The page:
As with the regular life income option, the portion of the income payment that is considered principal is not taxable. However, the portion that is considered to be gain will be subject to income tax.

Is the Cash Value of Life Insurance Taxable?

Some life insurance for ex-pats policies are purchased for the sole purpose of providing a death benefit. The policies that are typically best for this goal do not include a cash value or savings component. These are referred to term policies. Term insurance is considered to be the most basic form of life insurance protection.

There are also permanent ex-pat life insurance policy options. With this type of life insurance, there is both a death benefit component and a cash value component. While these policies may cost more in premium (at least initially) than a comparable term life plan – with all other factors being equal – there are some definite advantages to going with a permanent life insurance policy.

One of these is the fact that the cash value inside of the policy is allowed to grow and compound on a tax-deferred basis. This means that, as the cash value grows, the gain will not be subject to taxation, as long as it remains inside the policy.

The tax-deferred nature of the cash value can provide the opportunity for the funds to increase exponentially. This is because interest will be received on the cash that is in the policy, as well as on the funds that would otherwise have been taken out in taxes.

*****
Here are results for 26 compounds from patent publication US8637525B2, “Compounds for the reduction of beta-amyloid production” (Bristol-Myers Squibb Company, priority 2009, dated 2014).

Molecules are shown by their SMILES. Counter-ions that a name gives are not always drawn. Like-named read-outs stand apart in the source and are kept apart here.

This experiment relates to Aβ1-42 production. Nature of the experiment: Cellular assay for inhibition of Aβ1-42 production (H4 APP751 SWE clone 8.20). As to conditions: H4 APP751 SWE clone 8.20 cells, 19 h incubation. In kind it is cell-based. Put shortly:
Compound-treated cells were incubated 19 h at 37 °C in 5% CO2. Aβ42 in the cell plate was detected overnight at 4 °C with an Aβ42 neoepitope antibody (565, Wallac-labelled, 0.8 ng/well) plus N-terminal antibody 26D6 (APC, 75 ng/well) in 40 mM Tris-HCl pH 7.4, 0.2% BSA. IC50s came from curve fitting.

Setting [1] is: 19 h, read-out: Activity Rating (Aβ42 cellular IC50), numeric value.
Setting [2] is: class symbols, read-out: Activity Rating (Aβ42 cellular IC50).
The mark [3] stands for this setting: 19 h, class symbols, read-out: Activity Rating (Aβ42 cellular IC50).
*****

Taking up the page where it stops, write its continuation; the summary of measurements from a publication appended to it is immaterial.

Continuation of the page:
In some cases, an insurance company may also pay out dividends to its life insurance policyholder. This can help to increase the cash value of the policy even more.

In this case, then, are life insurance dividends taxable?

The answer is typically no. This is because life insurance policy dividends are considered to be a return of excess premium. Therefore, they are not considered to be taxable income – and can, in turn, help to increase the policy’s cash value even further.

Policyholders can withdraw the funds from the cash value of a policy for any reason. This could include the payoff of debts, the supplementing of retirement income, or for helping a child or grandchild pay for a college education.

If the cash is withdrawn, though, the amount of the withdrawal – up to the basis in the policy – will not be taxed. In other words, the amount of the money that you paid in as premium will not be taxable to you. However, any interest and/or dividends that are withdrawn will be taxable as ordinary income to you.

Do You Have to Pay Income Tax on Life Insurance?

Even though the beneficiaries of a foreigners life insurance policy may not be required to pay income tax on life insurance proceeds, the policy proceeds may or may not be completely tax-free. That is because there is another type of tax that the beneficiary (or beneficiaries) could be responsible for paying. That is an estate tax.

To what extent are life insurance proceeds taxable in this case?

Individuals whose estates are worth over a certain amount may be subject to estate taxes. In 2017, the amount of the estate and gift tax exemption is $5.49 million. This amount has increased from $5.45 million in 2016.

What this means is that a person can leave up to $5,49 million (in 2017) to loved ones and other heirs without having to pay a federal estate or gift tax. For a married couple, this means that $10.98 million can be shielded from federal estate and gift taxation.

When determining the amount of a person’s estate, there are a number of assets that are included in the calculation. These can include your: